KC man sentenced to 20 years for multi-million dollar
mexican drug cartels smuggled
of cocaine to kC
KANSAS CITY, Mo. - David M. Ketchmark, Acting United States Attorney for the Western District of Missouri, announced that a Kansas City, Mo., man was sentenced in federal court today for his role in one of the largest cocaine trafficking rings in the Kansas City area.
Operation Blockbuster dismantled a local drug-trafficking organization that smuggled hundreds of kilograms of cocaine worth millions of dollars from Mexico to distribute in the Kansas City metropolitan area. Operation Blockbuster was a multi-agency investigation that also involved the U.S. Attorney’s Office in Kansas, resulting in three separate indictments that charged 31 defendants.
Edward W. Jefferson, a local rap artist also known as “Black Walt,” 40, of Kansas City, was sentenced by U.S. District Judge Nanette K. Laughrey to 240 months in federal prison without parole.
On June 30, 2011, Jefferson was convicted at trial of participating in a conspiracy to distribute cocaine from Jan. 1, 2007, to Feb. 11, 2010. He was also found guilty of using a telephone to promote the drug-trafficking conspiracy.
According to court documents, Jefferson sold 283 kilograms of cocaine that he obtained from the leader of the conspiracy, Alejandro S. Corredor, also known as “Lou Lou,” “Rolo,” and “Alex,” 37, a citizen of Colombia residing in Kansas City, Mo. Corredor, who had connections with a Mexican drug cartel, was sentenced to 30 years in federal prison without parole after pleading guilty in a separate but related case.
Corredor called his supplier in Mexico to order cocaine to be delivered to the Kansas City metropolitan area. A normal load of cocaine would be from 20 to 50 kilograms, which was smuggled in vehicles driven to Kansas City from Mexico. After Corredor sold the cocaine and collected the money, he packaged the cash in bundles that were hidden in false compartments of various vehicles. The vehicles would then deliver the money to the El Paso, Texas, area, where it would be transported across the border into Mexico.
Jefferson’s four co-defendants have already been sentenced. Dandrae L. Jones, also known as “Bird,” 36, of Kansas City, was also found guilty at trial of the drug-trafficking conspiracy and was sentenced to 30 years in federal prison without parole. Marlon Jordan, 30, of Kansas City, was sentenced to five years in federal prison without parole after pleading guilty to his role in the drug-trafficking conspiracy. Michael D. Davis, 27, of Kansas City was sentenced to four years and six months in federal prison without parole after pleading guilty to his role in the drug-trafficking conspiracy. Miguel Villa, 32, of St. Paul, was also found guilty at trial and was sentenced to two years and nine months in federal prison without parole. Villa was convicted of bulk cash smuggling for attempting to transport $300,000 in hidden compartments of a Ford F-150 truck.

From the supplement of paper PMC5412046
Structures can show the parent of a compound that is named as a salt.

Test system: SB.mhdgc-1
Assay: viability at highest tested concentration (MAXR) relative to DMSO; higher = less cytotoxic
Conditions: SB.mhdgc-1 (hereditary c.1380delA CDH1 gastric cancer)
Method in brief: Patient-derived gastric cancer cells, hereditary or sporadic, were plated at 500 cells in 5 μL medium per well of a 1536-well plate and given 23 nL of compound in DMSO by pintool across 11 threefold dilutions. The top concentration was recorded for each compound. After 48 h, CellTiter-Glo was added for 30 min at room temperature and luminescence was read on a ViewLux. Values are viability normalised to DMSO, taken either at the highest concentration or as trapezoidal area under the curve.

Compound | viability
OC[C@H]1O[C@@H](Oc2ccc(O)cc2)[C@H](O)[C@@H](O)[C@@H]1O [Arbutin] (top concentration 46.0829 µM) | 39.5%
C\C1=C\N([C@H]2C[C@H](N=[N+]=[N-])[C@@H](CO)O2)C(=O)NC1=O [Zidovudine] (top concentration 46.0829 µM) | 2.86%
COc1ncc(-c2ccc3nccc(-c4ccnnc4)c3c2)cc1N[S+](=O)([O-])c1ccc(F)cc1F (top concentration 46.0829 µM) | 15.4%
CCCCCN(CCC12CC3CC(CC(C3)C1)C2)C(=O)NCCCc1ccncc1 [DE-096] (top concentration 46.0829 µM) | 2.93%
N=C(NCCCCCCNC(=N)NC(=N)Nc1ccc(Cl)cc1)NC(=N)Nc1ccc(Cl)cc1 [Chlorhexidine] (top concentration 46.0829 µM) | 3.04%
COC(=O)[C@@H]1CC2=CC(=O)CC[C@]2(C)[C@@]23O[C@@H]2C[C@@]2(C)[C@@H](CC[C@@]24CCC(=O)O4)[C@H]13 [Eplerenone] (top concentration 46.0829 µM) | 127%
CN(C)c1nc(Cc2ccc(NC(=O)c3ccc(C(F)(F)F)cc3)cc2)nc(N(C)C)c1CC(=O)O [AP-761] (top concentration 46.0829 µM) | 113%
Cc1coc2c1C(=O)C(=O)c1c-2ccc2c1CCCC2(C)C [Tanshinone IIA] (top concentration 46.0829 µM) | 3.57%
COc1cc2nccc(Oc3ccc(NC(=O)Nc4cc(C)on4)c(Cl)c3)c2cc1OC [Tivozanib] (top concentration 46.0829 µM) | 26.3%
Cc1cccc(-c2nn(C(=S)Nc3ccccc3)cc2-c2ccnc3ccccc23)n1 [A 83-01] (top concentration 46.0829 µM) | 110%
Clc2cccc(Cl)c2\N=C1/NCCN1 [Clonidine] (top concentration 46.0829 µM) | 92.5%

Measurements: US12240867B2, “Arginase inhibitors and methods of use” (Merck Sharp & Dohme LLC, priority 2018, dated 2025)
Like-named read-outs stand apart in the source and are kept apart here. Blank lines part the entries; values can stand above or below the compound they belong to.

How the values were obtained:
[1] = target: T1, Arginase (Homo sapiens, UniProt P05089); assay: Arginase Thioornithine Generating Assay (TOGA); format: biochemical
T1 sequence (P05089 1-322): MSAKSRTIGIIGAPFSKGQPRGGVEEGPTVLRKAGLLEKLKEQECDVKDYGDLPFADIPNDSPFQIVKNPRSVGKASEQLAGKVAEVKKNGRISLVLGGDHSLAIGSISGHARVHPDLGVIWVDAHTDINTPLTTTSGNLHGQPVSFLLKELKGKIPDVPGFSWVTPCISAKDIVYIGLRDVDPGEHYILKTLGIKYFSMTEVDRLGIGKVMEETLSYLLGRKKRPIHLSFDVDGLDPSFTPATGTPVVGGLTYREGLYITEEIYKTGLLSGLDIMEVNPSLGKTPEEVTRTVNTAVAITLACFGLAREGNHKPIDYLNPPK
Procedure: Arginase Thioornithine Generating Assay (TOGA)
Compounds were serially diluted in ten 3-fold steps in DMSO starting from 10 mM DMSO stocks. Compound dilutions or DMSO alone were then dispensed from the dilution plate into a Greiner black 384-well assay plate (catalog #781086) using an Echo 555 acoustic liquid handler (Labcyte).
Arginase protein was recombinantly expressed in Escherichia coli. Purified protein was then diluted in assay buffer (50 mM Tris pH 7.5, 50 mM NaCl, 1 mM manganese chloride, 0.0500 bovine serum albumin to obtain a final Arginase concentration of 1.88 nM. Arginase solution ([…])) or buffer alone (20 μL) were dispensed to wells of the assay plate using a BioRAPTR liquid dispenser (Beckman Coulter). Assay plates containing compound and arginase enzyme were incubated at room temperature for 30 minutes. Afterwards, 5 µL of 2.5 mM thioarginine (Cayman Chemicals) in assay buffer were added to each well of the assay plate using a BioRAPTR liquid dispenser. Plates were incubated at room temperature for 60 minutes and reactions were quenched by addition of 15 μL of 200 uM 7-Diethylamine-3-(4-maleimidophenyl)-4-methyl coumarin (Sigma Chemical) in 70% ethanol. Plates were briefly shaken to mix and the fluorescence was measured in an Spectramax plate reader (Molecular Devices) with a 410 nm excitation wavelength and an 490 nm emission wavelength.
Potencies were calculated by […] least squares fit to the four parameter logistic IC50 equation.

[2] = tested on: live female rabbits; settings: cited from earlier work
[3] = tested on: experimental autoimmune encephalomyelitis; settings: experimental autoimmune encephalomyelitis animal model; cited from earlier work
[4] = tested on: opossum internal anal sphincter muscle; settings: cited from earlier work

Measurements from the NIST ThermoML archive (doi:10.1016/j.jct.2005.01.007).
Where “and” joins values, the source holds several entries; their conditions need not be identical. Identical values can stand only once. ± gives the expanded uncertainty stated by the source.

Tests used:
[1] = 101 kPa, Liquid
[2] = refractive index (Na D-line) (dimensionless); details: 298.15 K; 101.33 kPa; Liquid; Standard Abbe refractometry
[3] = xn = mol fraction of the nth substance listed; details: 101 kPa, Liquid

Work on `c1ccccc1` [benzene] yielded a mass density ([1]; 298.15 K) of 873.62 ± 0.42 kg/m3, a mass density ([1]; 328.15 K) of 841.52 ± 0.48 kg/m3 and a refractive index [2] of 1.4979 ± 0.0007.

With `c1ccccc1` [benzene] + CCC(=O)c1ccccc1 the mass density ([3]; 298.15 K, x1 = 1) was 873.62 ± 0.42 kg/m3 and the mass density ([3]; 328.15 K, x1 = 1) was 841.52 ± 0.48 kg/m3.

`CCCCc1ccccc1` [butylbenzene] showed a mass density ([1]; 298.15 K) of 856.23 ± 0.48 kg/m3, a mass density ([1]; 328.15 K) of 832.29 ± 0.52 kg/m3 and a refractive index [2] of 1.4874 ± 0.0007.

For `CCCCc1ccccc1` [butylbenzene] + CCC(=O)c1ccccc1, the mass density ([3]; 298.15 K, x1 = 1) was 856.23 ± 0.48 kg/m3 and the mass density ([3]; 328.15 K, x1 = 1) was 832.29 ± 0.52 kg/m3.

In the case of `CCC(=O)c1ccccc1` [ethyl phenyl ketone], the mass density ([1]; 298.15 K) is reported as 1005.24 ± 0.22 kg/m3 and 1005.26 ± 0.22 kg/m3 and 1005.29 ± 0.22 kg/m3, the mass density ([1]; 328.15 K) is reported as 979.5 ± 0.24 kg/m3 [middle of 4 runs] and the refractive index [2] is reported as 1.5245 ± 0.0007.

During Operation Blockbuster, law enforcement officers seized large quantities of cocaine and marijuana and millions of dollars in drug proceeds. For example, while executing a search warrant at a Kansas City, Mo., residence, officers seized 46 kilogram bundles of cocaine, $151,000, and a drug ledger. The ledger showed that during a four-month period of time this drug-trafficking organization distributed more than 800 kilograms of cocaine and received $10 million in drug proceeds.
Law enforcement officers also seized more than $1.6 million that was hidden in two vehicles on March 9, 2009. Agents were conducting surveillance at a Kansas City residence that day when they observed conspirators hiding what they learned were bundles of cash inside the door panels of a Jeep Cherokee. The Jeep was stopped by a trooper with the Missouri State Highway Patrol while traveling through Cass County, Mo. During a search of the Jeep and a Nissan that was being towed, the trooper recovered 163 bundles of cash. Among several other cash seizures, officers seized nearly $654,000 in a traffic stop on May 9, 2009, and more than $50,000 from another vehicle on May 19, 2009, all of which was proceeds from the drug-trafficking conspiracy.
These cases were prosecuted by Assistant U.S. Attorneys Joseph M. Marquez and Patrick D. Daly. They were investigated by the U.S. Immigration and Customs Enforcement (ICE) Office of Homeland Security Investigations, the Bureau of Alcohol, Tobacco, Firearms and Explosives, the Drug Enforcement Administration, IRS-Criminal Investigation and the Kansas City, Mo., Police Department.
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